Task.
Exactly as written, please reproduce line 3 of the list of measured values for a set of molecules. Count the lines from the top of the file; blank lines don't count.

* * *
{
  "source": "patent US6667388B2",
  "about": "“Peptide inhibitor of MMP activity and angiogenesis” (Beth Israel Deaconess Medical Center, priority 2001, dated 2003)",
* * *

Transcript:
  "about": "“Peptide inhibitor of MMP activity and angiogenesis” (Beth Israel Deaconess Medical Center, priority 2001, dated 2003)",